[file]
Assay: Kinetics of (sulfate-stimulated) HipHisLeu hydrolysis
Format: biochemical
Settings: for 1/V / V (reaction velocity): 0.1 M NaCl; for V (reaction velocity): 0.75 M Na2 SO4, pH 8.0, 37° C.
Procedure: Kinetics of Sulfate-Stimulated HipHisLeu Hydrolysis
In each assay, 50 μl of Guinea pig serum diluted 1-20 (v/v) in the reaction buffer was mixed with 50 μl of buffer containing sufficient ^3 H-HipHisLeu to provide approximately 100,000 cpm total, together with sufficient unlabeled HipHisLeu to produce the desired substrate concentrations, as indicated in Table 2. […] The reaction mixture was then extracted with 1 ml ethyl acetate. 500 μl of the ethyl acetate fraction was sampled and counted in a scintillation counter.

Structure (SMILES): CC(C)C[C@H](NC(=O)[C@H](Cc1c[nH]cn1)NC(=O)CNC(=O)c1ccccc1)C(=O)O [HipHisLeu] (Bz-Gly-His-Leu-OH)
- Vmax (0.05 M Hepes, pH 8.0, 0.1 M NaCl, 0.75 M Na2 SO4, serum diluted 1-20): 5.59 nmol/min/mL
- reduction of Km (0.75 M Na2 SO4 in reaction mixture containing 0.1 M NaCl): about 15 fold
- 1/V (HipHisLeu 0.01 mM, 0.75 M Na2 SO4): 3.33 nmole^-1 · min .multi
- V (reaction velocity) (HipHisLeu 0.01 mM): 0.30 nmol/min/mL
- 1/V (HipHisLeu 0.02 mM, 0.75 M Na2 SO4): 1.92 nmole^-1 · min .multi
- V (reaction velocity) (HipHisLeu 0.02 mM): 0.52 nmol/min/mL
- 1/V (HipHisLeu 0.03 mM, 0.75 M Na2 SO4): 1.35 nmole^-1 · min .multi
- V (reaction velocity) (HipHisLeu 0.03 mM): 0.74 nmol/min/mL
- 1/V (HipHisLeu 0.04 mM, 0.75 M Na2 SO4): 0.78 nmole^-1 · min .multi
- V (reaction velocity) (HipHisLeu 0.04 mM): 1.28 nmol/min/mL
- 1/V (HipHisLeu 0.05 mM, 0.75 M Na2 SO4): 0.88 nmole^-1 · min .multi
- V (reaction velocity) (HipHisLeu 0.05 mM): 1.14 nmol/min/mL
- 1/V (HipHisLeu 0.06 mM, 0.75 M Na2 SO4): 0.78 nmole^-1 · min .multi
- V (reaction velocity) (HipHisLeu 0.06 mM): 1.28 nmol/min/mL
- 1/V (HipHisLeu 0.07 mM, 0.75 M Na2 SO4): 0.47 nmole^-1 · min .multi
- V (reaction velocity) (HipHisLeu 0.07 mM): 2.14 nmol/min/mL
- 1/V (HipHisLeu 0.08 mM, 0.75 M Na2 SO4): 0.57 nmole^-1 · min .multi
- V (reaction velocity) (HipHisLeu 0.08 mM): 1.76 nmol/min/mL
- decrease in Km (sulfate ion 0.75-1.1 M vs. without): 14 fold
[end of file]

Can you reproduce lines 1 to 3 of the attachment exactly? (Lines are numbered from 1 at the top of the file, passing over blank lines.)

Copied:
Assay: Kinetics of (sulfate-stimulated) HipHisLeu hydrolysis
Format: biochemical
Settings: for 1/V / V (reaction velocity): 0.1 M NaCl; for V (reaction velocity): 0.75 M Na2 SO4, pH 8.0, 37° C.